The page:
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13 Tips to Create Your Own Healing Garden

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13 Tips to Create Your Own Healing Garden

Since ancient times, many civilizations have realized the healing qualities of gardens with their fruit trees, flowers, water, and songbirds. The earliest hospitals in the Western world were infirmaries in monastic communities where herbs and prayer were the focus of healing and a cloistered garden was an essential part of the environment.

Restorative gardens for the sick, which were a vital part of the healing process from the Middle Ages to the early twentieth century, provided ordered and beautiful settings where patients could begin to heal, both physically and mentally. These were often part of hospitals prior to the mid-twentieth century and are regaining popularity now.

For the home or individual gardener, I think of a healing garden as a place that “heals” us in all ways: physically, emotionally, mentally, and spiritually. But, it doesn’t just heal our souls by bringing joy, peace, balance, and wholeness; it also has the added benefit of helping our physical self as we work to maintain this oasis of beauty.

With the pace and the stress of modern life, its hard to find such a place, but your garden can be your own place of refuge and recuperation, a restorative landscape that’s a place for contemplation and a place that offers the chance to revive in the peace, serenity and beauty of nature.

No matter how large or small, it’s easy to transform your own yard, patio, or garden into a personal and meaningful garden for your soul by using the elements of water, scent, color, sound and planting schemes to create a “sensory” healing garden.

Sensory gardens use plants and other design elements to provide experiences to awaken all five senses giving the gardener new ways to enjoy the garden. Garden elements in sensory gardens involve seating, lighting, water features, paths, and whimsy. But the bottom line is this is your own special place, so think of what appeals to you.


Next: 13 tips to transform your yard

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Read more: Alternative Therapies, Health, Lawns & Gardens, Mental Wellness, Nature, Nature & Wildlife, Outdoor Activities, Stress, , , , ,

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Judi Gerber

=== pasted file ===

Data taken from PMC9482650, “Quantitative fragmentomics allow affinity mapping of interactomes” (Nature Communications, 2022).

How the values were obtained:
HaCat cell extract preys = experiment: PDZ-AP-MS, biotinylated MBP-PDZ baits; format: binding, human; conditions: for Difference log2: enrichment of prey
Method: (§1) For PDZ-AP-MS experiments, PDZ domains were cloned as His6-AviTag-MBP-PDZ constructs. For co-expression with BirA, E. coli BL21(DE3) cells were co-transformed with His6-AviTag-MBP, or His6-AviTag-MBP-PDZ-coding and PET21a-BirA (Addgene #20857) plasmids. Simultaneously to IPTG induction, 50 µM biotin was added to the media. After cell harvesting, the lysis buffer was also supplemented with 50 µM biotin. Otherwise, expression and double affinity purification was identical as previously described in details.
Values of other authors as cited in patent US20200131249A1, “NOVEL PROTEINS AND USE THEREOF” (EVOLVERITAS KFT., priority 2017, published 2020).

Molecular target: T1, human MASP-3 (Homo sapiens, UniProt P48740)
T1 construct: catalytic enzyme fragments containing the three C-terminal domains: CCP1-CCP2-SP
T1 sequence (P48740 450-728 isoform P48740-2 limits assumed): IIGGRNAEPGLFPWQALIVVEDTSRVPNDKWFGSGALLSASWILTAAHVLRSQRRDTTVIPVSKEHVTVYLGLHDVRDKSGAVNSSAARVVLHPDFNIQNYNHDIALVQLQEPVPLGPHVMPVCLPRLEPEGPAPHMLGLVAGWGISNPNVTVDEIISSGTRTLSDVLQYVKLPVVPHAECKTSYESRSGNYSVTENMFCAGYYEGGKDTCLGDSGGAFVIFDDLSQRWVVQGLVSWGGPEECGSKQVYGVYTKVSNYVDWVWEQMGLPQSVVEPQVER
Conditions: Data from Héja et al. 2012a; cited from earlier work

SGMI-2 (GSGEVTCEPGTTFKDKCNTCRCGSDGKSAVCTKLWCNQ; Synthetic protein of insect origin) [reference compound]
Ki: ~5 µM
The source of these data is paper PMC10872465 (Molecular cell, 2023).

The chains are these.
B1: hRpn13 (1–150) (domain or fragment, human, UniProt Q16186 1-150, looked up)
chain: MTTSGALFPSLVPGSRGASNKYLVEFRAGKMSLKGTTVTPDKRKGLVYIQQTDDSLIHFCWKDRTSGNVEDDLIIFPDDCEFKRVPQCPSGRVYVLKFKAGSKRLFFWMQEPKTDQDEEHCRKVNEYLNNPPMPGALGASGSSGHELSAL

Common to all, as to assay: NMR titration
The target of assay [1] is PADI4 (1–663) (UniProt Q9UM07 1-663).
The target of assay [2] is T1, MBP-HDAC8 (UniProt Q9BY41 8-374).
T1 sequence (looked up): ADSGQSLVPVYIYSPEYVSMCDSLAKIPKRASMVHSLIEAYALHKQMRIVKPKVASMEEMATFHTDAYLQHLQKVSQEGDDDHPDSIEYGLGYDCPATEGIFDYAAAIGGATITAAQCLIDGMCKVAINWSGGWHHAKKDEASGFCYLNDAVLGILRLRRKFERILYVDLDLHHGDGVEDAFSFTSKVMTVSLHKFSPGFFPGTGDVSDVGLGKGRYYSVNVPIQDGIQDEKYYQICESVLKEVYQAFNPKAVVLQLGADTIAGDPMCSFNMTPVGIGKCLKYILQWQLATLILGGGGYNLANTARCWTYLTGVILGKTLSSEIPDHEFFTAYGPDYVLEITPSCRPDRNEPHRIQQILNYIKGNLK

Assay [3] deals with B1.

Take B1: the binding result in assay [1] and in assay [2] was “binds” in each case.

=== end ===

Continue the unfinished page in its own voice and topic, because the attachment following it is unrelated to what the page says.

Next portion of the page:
Judi Gerber is a University of California Master Gardener with a certificate in Horticultural Therapy. She writes about sustainable farming, local foods, and organic gardening for multiple magazines. Her book Farming in Torrance and the South Bay was released in September 2008.


+ add your own
1:52PM PDT on Aug 24, 2015

Thanks Judi.

12:32AM PDT on Aug 21, 2015

This is a great post; it was very edifying. I look ahead in reading more of your work.

1:11PM PDT on Jun 28, 2015

Thank you Judi.

10:05PM PST on Dec 3, 2014

The quality of your blogs and conjointly the articles and price appreciating. Click it

11:12PM PST on Nov 11, 2013

sounds awesome

4:13PM PDT on Apr 26, 2013

Beautiful pictures, I'm working on a peaceful garden myself=)

8:04PM PDT on Apr 3, 2013

I'm on it!

2:04AM PDT on Mar 15, 2013

I agree

8:17AM PST on Mar 8, 2013

Thanks for ..

2:46AM PST on Mar 5, 2013

It is good for people to realize that even if most can't live in a forest or jungle or by the beach, we can still have a bit of nature around us.

The next place I live needs to have a decent sized backyard so that I can have my own healing garden.

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Disclaimer: The views expressed above are solely those of the author and may not reflect those of
Care2, Inc., its employees or advertisers.

people are talking

Very aware of this, as are people with anxiety.

Yes. Thanks. But the main perpetrator for asthma is still DAIRY.

I do think cats and dogs were designed to ear meat.

Keep it up; keep posting more n more n more.

Thanks for the interesting article. Please sign Lisa's petition...…


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